Encouragement From The Word

Stropping your faith

I spent part of Labour Day learning something new.  I love learning new things.

This week, it was learning how to strop.

Not “stop” – it wasn’t a typo – “strop”.

In recent years, I have amassed a modest collection of pocket knives.  Having a knife in my pocket is a handy thing, especially with the uncanny number of Amazon boxes that have shown up on my doorstep during the pandemic.

It’s also handy when there’s cheesecake.  You never know when that might present itself.

But if one is going to have a pocket knife or two, one must also learn how to maintain them, and part of knife maintenance involves sharpening.

However, if I sharpened my knife every time I used it, before long, there’d be no steel left to cut with. 

That’s why I’m learning how to strop.  It involves infusing a piece of leather with a compound that I then rub my knife on.  (If you were ever in a barber shop when you were young, and saw a chunk of leather hanging from the barber’s chair, that’s what he used to keep his straight razor keen between uses.)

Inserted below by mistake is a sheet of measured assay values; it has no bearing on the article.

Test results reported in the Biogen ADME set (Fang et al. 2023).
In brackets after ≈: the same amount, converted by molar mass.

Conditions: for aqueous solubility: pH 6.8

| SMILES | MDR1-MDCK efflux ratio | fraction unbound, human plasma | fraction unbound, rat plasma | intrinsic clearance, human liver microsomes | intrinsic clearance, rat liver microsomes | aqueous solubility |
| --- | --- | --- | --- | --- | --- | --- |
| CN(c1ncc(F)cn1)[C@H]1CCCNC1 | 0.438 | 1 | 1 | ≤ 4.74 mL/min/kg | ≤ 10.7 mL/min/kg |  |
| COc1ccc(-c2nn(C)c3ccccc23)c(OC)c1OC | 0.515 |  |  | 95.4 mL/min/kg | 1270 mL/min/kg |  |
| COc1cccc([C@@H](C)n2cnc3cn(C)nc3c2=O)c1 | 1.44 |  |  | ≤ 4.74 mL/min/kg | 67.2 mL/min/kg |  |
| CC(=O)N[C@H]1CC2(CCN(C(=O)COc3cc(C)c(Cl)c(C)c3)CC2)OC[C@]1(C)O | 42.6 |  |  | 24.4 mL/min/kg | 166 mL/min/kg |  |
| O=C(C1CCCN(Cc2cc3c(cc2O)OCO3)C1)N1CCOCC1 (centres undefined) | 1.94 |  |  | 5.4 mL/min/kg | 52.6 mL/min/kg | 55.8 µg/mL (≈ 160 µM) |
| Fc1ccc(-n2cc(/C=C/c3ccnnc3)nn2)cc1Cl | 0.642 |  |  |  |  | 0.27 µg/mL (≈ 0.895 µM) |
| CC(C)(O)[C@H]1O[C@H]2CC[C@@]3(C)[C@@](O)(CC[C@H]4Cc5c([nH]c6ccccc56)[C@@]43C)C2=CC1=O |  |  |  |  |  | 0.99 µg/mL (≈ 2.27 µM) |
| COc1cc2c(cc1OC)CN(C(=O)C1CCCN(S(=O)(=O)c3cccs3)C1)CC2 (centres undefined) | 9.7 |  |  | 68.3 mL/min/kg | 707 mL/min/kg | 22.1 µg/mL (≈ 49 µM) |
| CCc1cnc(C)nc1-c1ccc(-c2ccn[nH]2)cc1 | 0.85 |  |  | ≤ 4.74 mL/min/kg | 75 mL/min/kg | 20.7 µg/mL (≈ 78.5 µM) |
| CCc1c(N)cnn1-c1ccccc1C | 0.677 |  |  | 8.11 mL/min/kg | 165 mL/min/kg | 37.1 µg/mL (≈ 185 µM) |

Stropping a knife allows me to hone the edge without sharpening it.  It’s sort of like a mini-sharpening between sharpenings.  It keeps the knife useful, and safe…because a dull knife is more dangerous than a sharp knife, whether you’re cutting packing boxes or chicken legs.

This has parallels with our faith life.  Let’s say that coming to worship, confessing your sin, hearing the Word, and listening to the preaching is like sharpening your walk with the Lord.

But between Sundays, you can keep your walk with God ‘on edge’, as it were, by ‘stropping’ your faith.  You do this through participation in a small group, through the daily reading of Scripture, through prayer, through acts of justice and kindness done in Jesus’ name and power.

If ever your faith feels dull, you can strop your faith between sharpenings, and find that your faith is quickened, built up, and ready for engagement.  If you’re not doing that now, give it a try in the coming days.  You won’t regret it.

Using a dull ax requires great strength,
    so sharpen the blade.
That’s the value of wisdom;
    it helps you succeed” (Ecclesiastes 10.10, NLT).